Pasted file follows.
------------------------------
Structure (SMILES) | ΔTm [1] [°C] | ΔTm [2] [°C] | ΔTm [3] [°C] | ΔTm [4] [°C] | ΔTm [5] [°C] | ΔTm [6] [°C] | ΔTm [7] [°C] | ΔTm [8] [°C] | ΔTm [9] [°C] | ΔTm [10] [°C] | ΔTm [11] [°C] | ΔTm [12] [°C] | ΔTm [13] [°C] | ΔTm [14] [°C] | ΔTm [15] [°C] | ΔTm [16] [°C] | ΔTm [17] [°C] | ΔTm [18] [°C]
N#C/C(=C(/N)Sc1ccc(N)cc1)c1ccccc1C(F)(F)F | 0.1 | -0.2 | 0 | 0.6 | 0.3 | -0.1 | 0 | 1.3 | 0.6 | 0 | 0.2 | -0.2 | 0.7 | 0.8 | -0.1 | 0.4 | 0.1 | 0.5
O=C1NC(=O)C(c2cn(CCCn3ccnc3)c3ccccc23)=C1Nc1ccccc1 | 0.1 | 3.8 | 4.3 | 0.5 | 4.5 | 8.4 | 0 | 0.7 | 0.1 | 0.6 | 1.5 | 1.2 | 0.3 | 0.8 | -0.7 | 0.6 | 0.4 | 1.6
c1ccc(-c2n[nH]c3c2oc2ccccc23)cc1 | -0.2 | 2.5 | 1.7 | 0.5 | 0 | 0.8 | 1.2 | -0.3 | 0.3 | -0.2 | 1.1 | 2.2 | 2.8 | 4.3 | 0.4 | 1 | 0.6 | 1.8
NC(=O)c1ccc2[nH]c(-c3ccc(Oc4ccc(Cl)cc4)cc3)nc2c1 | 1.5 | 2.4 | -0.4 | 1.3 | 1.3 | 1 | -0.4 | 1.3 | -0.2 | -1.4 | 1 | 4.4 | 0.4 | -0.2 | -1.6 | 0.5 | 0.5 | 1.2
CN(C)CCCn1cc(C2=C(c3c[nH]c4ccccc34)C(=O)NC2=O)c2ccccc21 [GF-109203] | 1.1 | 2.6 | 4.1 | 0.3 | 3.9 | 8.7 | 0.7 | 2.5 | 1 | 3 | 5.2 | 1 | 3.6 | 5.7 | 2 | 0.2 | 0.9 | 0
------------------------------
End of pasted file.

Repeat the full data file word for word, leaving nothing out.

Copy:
Structure (SMILES) | ΔTm [1] [°C] | ΔTm [2] [°C] | ΔTm [3] [°C] | ΔTm [4] [°C] | ΔTm [5] [°C] | ΔTm [6] [°C] | ΔTm [7] [°C] | ΔTm [8] [°C] | ΔTm [9] [°C] | ΔTm [10] [°C] | ΔTm [11] [°C] | ΔTm [12] [°C] | ΔTm [13] [°C] | ΔTm [14] [°C] | ΔTm [15] [°C] | ΔTm [16] [°C] | ΔTm [17] [°C] | ΔTm [18] [°C]
N#C/C(=C(/N)Sc1ccc(N)cc1)c1ccccc1C(F)(F)F | 0.1 | -0.2 | 0 | 0.6 | 0.3 | -0.1 | 0 | 1.3 | 0.6 | 0 | 0.2 | -0.2 | 0.7 | 0.8 | -0.1 | 0.4 | 0.1 | 0.5
O=C1NC(=O)C(c2cn(CCCn3ccnc3)c3ccccc23)=C1Nc1ccccc1 | 0.1 | 3.8 | 4.3 | 0.5 | 4.5 | 8.4 | 0 | 0.7 | 0.1 | 0.6 | 1.5 | 1.2 | 0.3 | 0.8 | -0.7 | 0.6 | 0.4 | 1.6
c1ccc(-c2n[nH]c3c2oc2ccccc23)cc1 | -0.2 | 2.5 | 1.7 | 0.5 | 0 | 0.8 | 1.2 | -0.3 | 0.3 | -0.2 | 1.1 | 2.2 | 2.8 | 4.3 | 0.4 | 1 | 0.6 | 1.8
NC(=O)c1ccc2[nH]c(-c3ccc(Oc4ccc(Cl)cc4)cc3)nc2c1 | 1.5 | 2.4 | -0.4 | 1.3 | 1.3 | 1 | -0.4 | 1.3 | -0.2 | -1.4 | 1 | 4.4 | 0.4 | -0.2 | -1.6 | 0.5 | 0.5 | 1.2
CN(C)CCCn1cc(C2=C(c3c[nH]c4ccccc34)C(=O)NC2=O)c2ccccc21 [GF-109203] | 1.1 | 2.6 | 4.1 | 0.3 | 3.9 | 8.7 | 0.7 | 2.5 | 1 | 3 | 5.2 | 1 | 3.6 | 5.7 | 2 | 0.2 | 0.9 | 0